On April 28, 2015, Nancy J. Griswold, the Chief Administrative Law Judge for the Office of Medicare Hearings and Appeals (“OMHA”), issued a statement to the United States Senate Finance Committee on “Creating a More Efficient and Level Playing Field: Audit and Appeals Issues In Medicare.” The statement described the need for more efficient appellate review at the Administrative Law Judge (“ALJ”) level of review, noting the implementation of certain programs to reduce the backlog of appeals and requesting an increase to the budget of the Department of Health and Human Services (“HHS”).
OMHA, established in 2005, is a division within HHS that is tasked with facilitating the appeals process for the Medicare program. According to Chief Judge Griswold, OMHA “was established to improve service to appellants” and to reduce the then-average 368-day decision timeframe to the 90-day timeframe currently stated in the regulations. At its inception, OMHA was to share equally the workload among appeals resulting from denials under the Medicare Part A, B, C, and D Programs, in addition to appeals of income-related monthly adjustment amounts. For 10 years, according to Chief Judge Griswold, OMHA generally met its 90-day deadline for issuing decisions, but, beginning in 2010, OMHA experienced a significant increase in the number of appeals being filed. This significant increase in appeals was due in large part to the Recovery Audit Program, which the government expanded nationwide in 2010, causing a substantial backlog of appeals at the ALJ level.
Over the past few years, HHS has offered numerous solutions to reduce the backlog of appeals, including, more recently, its offer to settle appeals at 68 cents on the dollar to hospitals for pending patient-status appeals. Also, prior to the settlement, funding increases allowed OMHA to add an additional field office in Kansas City and to add 12 Administrative Law Judge teams, resulting in an adjudication capacity of 77,000 appeals. Even with the increase in adjudication capacity, however, providers can expect HHS to continue the implementation of certain “solutions” aimed at reducing the average workload for each ALJ team.
A few specific solutions mentioned in the statement issued by Chief Judge Griswold include judicial education training, statistical sampling, a filing fee for filing appeals, an increase to the minimum amount in controversy, and the addition of 119 ALJ teams. Dubbed as “joint training,” the judicial education training involves collaborative training among several departments of HHS, which, since implementation, has resulted in a decrease in the overturn rate at the ALJ level of appeal from 63.2 percent in 2010 to the current rate of 43.0 percent. Griswold touts this decrease as “reflecting a more consistent application of policy at all levels.” But many providers are pointing out the obvious—that more consistent results should have yielded something close to the average overturn rate, not a 20-point decrease in the Recovery Auditors' favor. Providers are also asking what curriculum is taught at these joint training sessions that would result in a 20-point decrease? The answer cannot be consistent application of policy alone. Considering the currently stated overturn rate of 43.0 percent, providers may warily, if at all, participate in statistical sampling at this point in time. And while the filing fee would be refundable upon a favorable decision, and the minimum amount of controversy would divert claims below a certain amount to a newly established magistrate system, HHS is clearly placing the burden on providers—and not the Recovery Auditors, who work off of a commission—to reduce the amount of appeals in this program.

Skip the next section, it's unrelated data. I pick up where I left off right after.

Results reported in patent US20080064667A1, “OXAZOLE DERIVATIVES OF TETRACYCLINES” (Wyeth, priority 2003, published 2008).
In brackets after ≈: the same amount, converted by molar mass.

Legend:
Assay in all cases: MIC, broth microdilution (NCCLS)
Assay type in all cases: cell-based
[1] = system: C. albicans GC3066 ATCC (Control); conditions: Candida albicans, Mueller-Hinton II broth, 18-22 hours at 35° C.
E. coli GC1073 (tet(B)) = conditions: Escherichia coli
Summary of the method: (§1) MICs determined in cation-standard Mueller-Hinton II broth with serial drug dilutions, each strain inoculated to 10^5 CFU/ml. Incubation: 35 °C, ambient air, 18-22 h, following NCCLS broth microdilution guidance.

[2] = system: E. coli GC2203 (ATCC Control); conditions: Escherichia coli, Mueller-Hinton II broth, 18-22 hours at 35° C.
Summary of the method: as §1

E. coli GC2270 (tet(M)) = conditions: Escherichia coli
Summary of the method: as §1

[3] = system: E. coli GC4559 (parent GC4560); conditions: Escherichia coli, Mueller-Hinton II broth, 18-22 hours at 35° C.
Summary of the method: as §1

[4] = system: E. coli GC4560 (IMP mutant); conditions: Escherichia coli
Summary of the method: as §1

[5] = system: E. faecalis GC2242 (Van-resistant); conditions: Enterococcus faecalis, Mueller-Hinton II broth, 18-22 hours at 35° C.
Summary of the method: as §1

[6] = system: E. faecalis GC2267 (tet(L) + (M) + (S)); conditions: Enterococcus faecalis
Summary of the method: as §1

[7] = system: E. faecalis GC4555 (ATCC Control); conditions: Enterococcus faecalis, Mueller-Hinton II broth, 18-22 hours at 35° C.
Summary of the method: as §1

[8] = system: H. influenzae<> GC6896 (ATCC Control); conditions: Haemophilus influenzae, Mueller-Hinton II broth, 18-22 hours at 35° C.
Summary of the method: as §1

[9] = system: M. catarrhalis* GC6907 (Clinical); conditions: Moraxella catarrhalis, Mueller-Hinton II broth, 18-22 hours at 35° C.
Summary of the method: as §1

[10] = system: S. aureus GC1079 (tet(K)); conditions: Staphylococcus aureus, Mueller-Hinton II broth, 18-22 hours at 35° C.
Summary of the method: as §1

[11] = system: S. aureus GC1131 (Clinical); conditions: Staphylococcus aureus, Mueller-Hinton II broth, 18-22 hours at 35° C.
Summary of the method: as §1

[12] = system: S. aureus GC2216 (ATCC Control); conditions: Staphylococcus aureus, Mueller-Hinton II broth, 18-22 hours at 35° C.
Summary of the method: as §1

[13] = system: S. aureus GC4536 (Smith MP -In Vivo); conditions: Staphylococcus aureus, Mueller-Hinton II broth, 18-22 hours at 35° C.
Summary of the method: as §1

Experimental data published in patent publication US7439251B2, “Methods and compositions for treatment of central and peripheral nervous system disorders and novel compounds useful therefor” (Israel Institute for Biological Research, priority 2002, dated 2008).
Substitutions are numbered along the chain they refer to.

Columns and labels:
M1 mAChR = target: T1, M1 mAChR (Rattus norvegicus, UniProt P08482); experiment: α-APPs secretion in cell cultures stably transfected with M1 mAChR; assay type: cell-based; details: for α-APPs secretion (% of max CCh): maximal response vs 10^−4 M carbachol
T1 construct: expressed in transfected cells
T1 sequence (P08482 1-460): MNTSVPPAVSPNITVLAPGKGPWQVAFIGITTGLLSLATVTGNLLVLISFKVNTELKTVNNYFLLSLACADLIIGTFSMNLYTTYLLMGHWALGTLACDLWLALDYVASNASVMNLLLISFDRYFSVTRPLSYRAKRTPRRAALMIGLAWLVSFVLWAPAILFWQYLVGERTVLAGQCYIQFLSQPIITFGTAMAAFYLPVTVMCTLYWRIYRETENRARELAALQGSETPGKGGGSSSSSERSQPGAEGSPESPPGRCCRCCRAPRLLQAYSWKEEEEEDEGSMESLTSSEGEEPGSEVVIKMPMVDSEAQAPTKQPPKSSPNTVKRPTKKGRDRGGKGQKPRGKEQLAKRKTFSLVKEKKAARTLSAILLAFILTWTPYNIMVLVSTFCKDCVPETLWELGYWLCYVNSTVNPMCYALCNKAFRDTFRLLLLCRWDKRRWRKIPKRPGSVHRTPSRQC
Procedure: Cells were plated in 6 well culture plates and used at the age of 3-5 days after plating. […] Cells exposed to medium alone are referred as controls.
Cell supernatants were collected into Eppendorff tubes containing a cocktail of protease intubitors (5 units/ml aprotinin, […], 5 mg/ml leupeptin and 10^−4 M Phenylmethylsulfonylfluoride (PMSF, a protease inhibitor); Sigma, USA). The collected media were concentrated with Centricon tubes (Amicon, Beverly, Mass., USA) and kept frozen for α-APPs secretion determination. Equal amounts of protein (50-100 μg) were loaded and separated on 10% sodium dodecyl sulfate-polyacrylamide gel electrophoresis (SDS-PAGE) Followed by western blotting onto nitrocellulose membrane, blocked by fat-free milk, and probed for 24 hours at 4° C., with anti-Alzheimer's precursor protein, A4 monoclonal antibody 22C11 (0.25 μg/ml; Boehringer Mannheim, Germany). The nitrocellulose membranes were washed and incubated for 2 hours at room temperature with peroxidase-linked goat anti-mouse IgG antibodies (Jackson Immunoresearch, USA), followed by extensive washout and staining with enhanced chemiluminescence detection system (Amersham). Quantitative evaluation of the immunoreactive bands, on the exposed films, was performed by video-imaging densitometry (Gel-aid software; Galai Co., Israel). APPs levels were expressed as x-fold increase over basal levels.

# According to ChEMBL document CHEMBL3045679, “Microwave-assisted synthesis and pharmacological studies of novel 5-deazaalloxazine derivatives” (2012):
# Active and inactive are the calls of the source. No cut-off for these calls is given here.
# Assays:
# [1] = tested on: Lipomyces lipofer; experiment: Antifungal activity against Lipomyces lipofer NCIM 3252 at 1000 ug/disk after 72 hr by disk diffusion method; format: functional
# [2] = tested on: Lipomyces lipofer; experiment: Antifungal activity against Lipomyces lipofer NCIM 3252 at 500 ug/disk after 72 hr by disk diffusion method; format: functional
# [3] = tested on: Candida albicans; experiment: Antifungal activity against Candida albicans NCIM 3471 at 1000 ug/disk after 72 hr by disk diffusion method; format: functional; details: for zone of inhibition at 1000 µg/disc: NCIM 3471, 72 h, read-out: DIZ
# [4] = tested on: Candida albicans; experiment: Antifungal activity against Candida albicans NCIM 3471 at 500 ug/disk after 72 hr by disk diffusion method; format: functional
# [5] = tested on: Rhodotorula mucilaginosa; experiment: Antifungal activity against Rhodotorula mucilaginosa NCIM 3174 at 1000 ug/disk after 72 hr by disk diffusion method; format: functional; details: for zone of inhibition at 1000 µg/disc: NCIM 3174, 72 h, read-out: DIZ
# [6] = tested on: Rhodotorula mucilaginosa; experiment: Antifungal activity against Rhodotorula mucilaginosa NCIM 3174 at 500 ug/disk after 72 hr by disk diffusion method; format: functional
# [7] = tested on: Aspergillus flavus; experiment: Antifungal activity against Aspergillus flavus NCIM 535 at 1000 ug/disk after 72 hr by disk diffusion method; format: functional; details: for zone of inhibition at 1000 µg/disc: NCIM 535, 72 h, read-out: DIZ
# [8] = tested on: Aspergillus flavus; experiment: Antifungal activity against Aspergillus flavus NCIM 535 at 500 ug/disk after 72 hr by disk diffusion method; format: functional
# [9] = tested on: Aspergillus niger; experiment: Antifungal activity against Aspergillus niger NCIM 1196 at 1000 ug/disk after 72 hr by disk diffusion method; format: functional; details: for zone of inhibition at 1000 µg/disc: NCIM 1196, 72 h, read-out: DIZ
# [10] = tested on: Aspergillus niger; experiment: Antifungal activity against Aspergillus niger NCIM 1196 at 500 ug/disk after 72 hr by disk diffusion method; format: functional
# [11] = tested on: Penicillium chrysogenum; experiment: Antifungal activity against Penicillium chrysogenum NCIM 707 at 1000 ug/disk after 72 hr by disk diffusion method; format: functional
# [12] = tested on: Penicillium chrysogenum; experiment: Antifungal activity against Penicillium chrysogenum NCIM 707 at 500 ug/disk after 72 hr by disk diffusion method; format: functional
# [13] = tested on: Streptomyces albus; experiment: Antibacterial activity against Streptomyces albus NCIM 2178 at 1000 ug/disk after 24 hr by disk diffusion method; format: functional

As providers have seen year after year, when HHS and the Centers for Medicare and Medicaid Services issue regulations for the purpose of reducing the backlog of appeals, providers will be stuck footing the bill.
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